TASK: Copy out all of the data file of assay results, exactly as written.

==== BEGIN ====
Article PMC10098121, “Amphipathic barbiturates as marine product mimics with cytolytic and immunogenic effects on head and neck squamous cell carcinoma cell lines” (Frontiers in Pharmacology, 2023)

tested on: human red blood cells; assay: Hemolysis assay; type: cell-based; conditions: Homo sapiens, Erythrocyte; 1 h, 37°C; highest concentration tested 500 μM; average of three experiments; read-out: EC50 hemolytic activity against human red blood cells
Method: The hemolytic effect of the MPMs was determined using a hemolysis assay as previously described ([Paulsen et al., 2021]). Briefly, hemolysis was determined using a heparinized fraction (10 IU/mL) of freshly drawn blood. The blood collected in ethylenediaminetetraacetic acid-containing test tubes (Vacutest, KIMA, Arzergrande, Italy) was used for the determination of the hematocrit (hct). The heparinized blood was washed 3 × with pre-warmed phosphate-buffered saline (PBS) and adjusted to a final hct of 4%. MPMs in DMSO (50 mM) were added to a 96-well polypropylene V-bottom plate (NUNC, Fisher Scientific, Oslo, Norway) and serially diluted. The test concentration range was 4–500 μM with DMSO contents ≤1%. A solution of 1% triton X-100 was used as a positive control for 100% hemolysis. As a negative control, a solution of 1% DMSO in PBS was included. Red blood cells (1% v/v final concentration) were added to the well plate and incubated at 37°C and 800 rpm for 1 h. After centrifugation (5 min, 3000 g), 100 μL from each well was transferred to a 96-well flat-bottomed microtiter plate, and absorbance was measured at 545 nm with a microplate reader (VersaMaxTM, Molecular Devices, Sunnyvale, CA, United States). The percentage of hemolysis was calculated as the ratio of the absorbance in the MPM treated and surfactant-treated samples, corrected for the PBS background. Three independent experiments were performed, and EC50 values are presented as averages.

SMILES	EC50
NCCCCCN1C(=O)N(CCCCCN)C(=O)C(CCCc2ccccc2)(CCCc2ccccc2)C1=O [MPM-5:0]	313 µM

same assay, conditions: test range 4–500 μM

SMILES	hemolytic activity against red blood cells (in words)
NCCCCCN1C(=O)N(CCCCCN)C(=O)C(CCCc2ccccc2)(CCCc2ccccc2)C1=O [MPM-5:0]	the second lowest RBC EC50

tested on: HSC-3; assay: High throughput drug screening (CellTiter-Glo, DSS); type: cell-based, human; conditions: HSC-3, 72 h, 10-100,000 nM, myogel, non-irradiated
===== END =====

Article PMC10098121, “Amphipathic barbiturates as marine product mimics with cytolytic and immunogenic effects on head and neck squamous cell carcinoma cell lines” (Frontiers in Pharmacology, 2023)

tested on: human red blood cells; assay: Hemolysis assay; type: cell-based; conditions: Homo sapiens, Erythrocyte; 1 h, 37°C; highest concentration tested 500 μM; average of three experiments; read-out: EC50 hemolytic activity against human red blood cells
Method: The hemolytic effect of the MPMs was determined using a hemolysis assay as previously described ([Paulsen et al., 2021]). Briefly, hemolysis was determined using a heparinized fraction (10 IU/mL) of freshly drawn blood. The blood collected in ethylenediaminetetraacetic acid-containing test tubes (Vacutest, KIMA, Arzergrande, Italy) was used for the determination of the hematocrit (hct). The heparinized blood was washed 3 × with pre-warmed phosphate-buffered saline (PBS) and adjusted to a final hct of 4%. MPMs in DMSO (50 mM) were added to a 96-well polypropylene V-bottom plate (NUNC, Fisher Scientific, Oslo, Norway) and serially diluted. The test concentration range was 4–500 μM with DMSO contents ≤1%. A solution of 1% triton X-100 was used as a positive control for 100% hemolysis. As a negative control, a solution of 1% DMSO in PBS was included. Red blood cells (1% v/v final concentration) were added to the well plate and incubated at 37°C and 800 rpm for 1 h. After centrifugation (5 min, 3000 g), 100 μL from each well was transferred to a 96-well flat-bottomed microtiter plate, and absorbance was measured at 545 nm with a microplate reader (VersaMaxTM, Molecular Devices, Sunnyvale, CA, United States). The percentage of hemolysis was calculated as the ratio of the absorbance in the MPM treated and surfactant-treated samples, corrected for the PBS background. Three independent experiments were performed, and EC50 values are presented as averages.

SMILES	EC50
NCCCCCN1C(=O)N(CCCCCN)C(=O)C(CCCc2ccccc2)(CCCc2ccccc2)C1=O [MPM-5:0]	313 µM

same assay, conditions: test range 4–500 μM

SMILES	hemolytic activity against red blood cells (in words)
NCCCCCN1C(=O)N(CCCCCN)C(=O)C(CCCc2ccccc2)(CCCc2ccccc2)C1=O [MPM-5:0]	the second lowest RBC EC50

tested on: HSC-3; assay: High throughput drug screening (CellTiter-Glo, DSS); type: cell-based, human; conditions: HSC-3, 72 h, 10-100,000 nM, myogel, non-irradiated